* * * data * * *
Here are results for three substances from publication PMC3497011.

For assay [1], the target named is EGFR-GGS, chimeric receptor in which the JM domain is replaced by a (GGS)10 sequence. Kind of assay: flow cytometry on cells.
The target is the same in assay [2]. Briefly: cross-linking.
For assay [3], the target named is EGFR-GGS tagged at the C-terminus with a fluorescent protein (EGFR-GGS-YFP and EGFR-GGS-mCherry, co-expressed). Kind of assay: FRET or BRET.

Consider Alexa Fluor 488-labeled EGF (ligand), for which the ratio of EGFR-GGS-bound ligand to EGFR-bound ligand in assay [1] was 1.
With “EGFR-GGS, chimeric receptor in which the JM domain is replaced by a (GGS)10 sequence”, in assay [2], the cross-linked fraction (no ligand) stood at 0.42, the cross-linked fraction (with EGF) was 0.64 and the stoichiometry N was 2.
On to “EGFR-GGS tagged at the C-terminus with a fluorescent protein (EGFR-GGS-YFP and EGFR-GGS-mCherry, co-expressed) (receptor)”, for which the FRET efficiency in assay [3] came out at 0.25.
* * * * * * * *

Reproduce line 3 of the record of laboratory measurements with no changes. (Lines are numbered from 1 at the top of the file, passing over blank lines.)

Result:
The target is the same in assay [2]. Briefly: cross-linking.